As a young woman, Su Friedrich thought her left side was naturally bigger than her right — until a 13-pound cyst was found on her spleen, requiring the first of six surgeries. She also had a serious hormonal imbalance, though her companion first thought the cause of her lowered libido was "emotional." In her pertinent and moving 2002 film Friedrich takes some deserved swipes at the health-care system and chronicles the difficulties her health problems caused with her lover — angry because Friedrich "didn't believe she cared." The film's central theme, Friedrich's struggle to become whole again, is articulated through contrasts. In examining rooms she's seen fragmented — one shot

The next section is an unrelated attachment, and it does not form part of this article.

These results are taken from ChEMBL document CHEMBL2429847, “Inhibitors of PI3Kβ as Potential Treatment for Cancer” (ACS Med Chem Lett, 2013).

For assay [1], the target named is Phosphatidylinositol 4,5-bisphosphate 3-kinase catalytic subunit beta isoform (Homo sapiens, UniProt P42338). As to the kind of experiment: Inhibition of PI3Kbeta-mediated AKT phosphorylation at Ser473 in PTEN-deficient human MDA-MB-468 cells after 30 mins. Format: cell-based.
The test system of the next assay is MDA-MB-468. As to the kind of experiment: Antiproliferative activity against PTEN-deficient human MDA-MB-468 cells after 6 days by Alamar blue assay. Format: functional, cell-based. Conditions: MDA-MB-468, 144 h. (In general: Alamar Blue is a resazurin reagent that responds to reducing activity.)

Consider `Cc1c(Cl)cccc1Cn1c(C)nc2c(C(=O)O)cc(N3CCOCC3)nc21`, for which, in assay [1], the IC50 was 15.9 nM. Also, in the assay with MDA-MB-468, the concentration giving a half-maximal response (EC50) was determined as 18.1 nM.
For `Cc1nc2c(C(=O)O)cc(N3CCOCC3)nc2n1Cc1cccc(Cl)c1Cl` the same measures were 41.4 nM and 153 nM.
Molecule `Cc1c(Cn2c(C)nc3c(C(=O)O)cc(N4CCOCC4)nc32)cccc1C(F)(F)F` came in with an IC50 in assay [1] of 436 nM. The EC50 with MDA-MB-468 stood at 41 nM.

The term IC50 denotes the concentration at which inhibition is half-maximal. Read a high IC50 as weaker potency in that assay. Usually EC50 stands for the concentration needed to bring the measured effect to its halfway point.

has her head framed by machines on the left and a technician on the right — while in "recovery" images a turtle is released into the wild, or her hands embroider fabric. And Friedrich's characteristically subtle but mordant humor leavens her chronicle: after panning an endless row of shelves in the "self-improvement" section of a bookstore, she swivels to reveal a whole new row. 65 min. — Fred Camper
See also my long and copiously illustrated review of Friedrich's Sink or Swim.